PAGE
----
latent semantic analysis
(60 minutes to learn)
Latent Semantic Analysis (LSA), or Latent Semantic Indexing (LSI), is a statistical technique typically used for analyzing relationships between a set of documents and the terms they contain. At its core, LSA performs singular value decomposition (SVD) on a term-by-document count matrix of a corpus and interprets the SVD factors as the "topics" of the documents. We can then use these resulting factors (topics) to determine the document-document, document-term, and term-term similarities in the given corpus.
This concept has the prerequisites:
- singular value decomposition (The SVD is one step of LSA.)
Core resources (read/watch one of the following)
→ Introduction to Information Retrieval
A textbook on information retrieval techniques.
Location: Section 18.4
- this section focuses on LSA from an information retrieval perspective, where it is referred to as Latent Semantic Indexing (LSI)
→ An Introduction to Latent Semantic Analysis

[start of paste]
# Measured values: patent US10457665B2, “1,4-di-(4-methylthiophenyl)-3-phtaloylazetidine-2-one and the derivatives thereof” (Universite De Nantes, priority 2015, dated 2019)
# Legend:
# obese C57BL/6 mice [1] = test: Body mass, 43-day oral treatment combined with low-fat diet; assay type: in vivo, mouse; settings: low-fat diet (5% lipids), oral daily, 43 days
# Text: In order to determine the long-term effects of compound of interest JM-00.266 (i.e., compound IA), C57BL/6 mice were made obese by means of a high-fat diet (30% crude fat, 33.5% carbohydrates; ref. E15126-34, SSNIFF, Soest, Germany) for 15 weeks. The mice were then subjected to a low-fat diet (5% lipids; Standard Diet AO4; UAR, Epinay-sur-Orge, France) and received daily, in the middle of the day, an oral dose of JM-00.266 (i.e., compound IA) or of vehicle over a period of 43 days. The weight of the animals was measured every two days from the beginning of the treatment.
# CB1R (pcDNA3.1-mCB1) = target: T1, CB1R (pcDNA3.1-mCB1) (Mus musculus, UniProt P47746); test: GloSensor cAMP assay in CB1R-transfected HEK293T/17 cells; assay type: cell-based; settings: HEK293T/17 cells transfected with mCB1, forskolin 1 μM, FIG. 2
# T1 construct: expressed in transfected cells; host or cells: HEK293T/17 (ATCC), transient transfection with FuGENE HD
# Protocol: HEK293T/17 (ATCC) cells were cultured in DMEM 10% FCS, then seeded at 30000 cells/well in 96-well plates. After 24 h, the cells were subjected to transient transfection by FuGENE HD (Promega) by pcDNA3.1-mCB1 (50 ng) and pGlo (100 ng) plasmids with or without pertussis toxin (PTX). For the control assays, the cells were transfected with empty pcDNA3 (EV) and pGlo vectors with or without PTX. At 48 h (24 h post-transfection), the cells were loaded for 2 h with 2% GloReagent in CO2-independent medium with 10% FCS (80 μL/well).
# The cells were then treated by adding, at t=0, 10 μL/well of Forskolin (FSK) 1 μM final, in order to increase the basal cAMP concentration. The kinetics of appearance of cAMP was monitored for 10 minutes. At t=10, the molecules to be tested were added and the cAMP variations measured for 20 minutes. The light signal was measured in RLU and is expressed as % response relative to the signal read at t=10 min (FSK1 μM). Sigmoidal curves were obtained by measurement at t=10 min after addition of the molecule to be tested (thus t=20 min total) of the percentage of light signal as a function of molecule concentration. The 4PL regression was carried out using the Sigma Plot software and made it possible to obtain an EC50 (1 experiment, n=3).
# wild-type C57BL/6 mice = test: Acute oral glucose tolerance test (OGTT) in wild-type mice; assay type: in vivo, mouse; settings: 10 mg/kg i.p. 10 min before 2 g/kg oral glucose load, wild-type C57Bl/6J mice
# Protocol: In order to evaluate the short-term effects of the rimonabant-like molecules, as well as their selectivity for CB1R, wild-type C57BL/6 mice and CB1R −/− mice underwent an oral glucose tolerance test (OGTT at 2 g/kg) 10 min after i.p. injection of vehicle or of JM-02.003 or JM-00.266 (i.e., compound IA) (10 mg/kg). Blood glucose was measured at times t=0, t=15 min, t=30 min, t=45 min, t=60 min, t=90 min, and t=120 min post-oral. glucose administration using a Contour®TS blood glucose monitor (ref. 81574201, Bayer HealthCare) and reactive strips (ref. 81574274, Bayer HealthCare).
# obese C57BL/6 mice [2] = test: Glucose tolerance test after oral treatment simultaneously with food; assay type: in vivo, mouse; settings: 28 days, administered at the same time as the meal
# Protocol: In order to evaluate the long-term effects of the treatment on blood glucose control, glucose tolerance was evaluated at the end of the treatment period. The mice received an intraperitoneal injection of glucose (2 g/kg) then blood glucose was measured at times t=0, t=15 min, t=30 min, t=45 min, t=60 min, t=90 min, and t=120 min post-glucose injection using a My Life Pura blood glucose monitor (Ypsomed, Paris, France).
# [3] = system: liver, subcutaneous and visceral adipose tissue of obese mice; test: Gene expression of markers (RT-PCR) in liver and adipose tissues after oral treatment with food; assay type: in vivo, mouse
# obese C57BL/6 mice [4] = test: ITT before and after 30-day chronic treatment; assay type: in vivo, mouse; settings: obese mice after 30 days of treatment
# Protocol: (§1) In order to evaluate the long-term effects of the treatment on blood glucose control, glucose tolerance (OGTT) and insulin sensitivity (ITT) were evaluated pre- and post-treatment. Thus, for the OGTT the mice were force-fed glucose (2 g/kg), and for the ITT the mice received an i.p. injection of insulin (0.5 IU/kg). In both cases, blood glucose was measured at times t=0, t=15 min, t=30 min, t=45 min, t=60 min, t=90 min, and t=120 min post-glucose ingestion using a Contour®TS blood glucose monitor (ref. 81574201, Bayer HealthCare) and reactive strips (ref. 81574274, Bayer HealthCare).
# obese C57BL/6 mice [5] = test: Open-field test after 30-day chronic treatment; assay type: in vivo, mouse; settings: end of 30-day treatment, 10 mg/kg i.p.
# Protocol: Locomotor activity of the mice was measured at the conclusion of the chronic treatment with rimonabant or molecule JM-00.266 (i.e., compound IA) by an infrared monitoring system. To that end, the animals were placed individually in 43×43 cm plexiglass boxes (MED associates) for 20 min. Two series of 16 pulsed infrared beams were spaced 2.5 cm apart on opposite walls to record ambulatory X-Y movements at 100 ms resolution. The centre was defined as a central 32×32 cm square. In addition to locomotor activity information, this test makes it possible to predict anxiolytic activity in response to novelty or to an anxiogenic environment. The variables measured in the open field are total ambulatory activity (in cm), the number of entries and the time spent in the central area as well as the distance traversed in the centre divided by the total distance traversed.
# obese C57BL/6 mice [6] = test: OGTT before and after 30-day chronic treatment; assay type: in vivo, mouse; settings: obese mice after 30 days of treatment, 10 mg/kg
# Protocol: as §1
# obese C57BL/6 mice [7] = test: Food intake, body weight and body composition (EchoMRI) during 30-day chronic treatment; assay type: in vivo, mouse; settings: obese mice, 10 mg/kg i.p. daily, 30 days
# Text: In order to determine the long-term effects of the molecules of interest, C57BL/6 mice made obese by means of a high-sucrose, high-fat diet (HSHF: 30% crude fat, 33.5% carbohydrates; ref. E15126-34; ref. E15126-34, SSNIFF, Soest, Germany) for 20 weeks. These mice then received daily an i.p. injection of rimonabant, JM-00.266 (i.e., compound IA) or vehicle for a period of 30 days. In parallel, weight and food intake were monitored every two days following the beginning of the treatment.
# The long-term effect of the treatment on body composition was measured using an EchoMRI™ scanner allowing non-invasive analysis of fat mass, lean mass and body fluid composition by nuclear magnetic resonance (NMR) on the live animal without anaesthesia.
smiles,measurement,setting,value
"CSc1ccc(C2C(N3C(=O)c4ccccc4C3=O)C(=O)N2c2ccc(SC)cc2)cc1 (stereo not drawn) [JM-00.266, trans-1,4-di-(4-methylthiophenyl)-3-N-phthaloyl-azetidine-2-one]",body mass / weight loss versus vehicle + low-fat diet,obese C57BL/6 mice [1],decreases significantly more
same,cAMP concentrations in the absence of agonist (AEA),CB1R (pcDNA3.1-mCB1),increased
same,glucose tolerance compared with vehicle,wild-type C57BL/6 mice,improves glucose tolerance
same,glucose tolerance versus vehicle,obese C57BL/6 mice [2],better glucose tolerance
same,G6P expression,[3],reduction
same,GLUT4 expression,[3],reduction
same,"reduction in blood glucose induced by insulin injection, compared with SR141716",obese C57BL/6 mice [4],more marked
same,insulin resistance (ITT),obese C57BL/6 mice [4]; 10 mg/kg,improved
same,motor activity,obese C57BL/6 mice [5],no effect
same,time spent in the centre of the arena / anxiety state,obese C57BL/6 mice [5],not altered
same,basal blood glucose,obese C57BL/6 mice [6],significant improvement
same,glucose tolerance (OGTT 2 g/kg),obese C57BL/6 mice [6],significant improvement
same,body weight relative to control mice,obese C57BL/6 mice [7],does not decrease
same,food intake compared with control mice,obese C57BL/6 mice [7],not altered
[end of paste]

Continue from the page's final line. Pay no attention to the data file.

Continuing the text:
- a full understanding of SVD is not needed for this introduction
Supplemental resources (the following are optional, but you may find them useful)
- LSA has an odd interpretation when viewed as a probabilistic model. Probabilistic LSA is a similar model with a more principled probabilistic interpretation.
- LSA is exactly equivalent to applying principle component analysis to a term by document count matrix
- LSA is commonly used in information retrieval. There, it's referred to as latent semantic indexing .
- create concept: shift + click on graph
- change concept title: shift + click on existing concept
- link together concepts: shift + click drag from one concept to another
- remove concept from graph: click on concept then press delete/backspace
- add associated content to concept: click the small circle that appears on the node when hovering over it
- other actions: use the icons in the upper right corner to optimize the graph placement, preview the graph, or download a json representation